The following sections provide detailed explanations of these benefits, and you’ll learn how to help your Italian rose varieties flourish.

Promote Healthy Development

Coffee grounds help with the healthy development of roses as they are an excellent source of nitrogen.

Of course, too much nitrogen can cause issues, but if you use it in normal quantities, you can encourage stem and leaf growth. In return, the plant can photosynthesize more due to the increased numbers of green surfaces, and it will produce the necessary resources for further development.

For instance, yellow leaves can signify a nitrogen deficiency, and using coffee remains can help you to avoid dealing with this issue in another way.

On the other hand, coffee grounds don’t contain enough phosphorus and potassium to promote blooming as much as some other fertilizers, but they will keep your plant strong and ready for any hardships.

Improve Drainage And Aeration

Adding coffee ground compost into a growing medium improves the soil structure and makes it more draining and aerated.

Roses require a substrate that drains fast and doesn’t clog with water, and amending it with coffee grounds can help in this respect.

You can also use this ingredient for mulching your roses; the soil will retain a bit more water, so you won’t have to water them frequently.

Food Source For Worms

Coffee grinds are the ideal planting material for anyone who practices organic gardening. They are loved by many plants, and sunflowers benefit from coffee grounds fertilizer as well, since they can attract earthworms.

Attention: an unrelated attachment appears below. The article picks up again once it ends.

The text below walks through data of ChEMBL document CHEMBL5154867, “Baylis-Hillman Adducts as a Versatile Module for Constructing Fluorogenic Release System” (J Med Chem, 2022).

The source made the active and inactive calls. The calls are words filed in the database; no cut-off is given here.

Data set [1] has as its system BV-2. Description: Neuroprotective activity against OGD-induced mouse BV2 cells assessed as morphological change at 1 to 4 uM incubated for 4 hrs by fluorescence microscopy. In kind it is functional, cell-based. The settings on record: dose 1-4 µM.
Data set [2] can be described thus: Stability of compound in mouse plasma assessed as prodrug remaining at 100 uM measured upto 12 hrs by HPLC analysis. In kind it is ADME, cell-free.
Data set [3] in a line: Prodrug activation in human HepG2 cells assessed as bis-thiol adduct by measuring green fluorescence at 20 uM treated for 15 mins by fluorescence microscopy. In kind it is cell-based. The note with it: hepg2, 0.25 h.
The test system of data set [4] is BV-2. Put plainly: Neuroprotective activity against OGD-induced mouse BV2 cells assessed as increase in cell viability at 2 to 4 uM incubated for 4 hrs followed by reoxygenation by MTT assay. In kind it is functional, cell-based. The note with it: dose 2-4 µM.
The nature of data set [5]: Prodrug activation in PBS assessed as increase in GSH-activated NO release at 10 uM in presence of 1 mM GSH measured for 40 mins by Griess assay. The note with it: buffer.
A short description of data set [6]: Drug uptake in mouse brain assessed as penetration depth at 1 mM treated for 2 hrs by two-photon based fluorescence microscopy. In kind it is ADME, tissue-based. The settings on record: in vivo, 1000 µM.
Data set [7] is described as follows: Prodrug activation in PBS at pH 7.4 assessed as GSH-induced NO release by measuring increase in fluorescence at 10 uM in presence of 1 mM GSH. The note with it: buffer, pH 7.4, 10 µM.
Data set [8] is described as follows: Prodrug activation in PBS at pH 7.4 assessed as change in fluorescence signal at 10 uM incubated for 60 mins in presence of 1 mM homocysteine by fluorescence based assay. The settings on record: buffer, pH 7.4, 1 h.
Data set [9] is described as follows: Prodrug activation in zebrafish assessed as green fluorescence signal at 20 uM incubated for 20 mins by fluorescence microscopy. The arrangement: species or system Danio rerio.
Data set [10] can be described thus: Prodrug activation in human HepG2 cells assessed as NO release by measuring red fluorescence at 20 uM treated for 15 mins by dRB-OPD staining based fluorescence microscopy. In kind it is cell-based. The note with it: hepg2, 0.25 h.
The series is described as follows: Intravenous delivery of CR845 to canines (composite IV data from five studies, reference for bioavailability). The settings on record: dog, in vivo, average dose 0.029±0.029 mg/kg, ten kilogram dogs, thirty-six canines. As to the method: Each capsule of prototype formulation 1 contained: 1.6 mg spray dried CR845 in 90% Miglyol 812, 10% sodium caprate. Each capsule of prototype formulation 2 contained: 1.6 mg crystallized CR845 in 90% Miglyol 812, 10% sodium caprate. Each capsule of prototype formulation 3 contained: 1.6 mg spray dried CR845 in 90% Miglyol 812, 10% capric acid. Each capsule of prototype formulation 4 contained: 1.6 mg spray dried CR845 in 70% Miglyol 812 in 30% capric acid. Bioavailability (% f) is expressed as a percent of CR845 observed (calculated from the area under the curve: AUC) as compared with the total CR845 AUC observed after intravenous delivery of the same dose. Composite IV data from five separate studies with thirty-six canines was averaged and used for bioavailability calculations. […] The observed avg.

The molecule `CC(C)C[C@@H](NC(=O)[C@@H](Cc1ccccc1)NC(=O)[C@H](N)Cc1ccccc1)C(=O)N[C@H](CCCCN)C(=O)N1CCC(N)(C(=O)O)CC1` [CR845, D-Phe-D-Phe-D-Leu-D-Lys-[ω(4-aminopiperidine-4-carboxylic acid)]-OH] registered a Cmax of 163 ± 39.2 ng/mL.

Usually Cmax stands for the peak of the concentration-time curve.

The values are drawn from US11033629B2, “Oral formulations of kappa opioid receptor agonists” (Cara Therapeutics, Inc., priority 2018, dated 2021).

These worms feed on the coffee grounds and improve drainage and aeration, enrich the soil with nutrients, and increase overall soil structure in return.

The byproducts of this process are earthworm castings, which abound in minerals that plants need for healthy growth and development.

Repel Pests

Coffee grounds act as a selective material, attracting beneficial organisms and repelling pests and insects that may harm your roses.

The potent scent of coffee grinds keeps insects, such as beetles, mosquitoes, fruit flies, and even some pests, at bay.

You can also forget about your roses being half eaten by slugs and snails if you sprinkle coffee grounds at the base of your plant.

This DIY mulch has another benefit in addition to repelling pests and unwanted visitors. Adding some coffee grinds compost around your plant will prevent weed growth and significantly reduce the time that you need to invest to have beautiful rose plants in your garden.

Increase Soil Acidity

Finally, roses thrive in slightly acidic soil and prefer a pH of around 6.5. Coffee grounds don’t raise acidity too much, but you should still be mindful of the quantities that you use.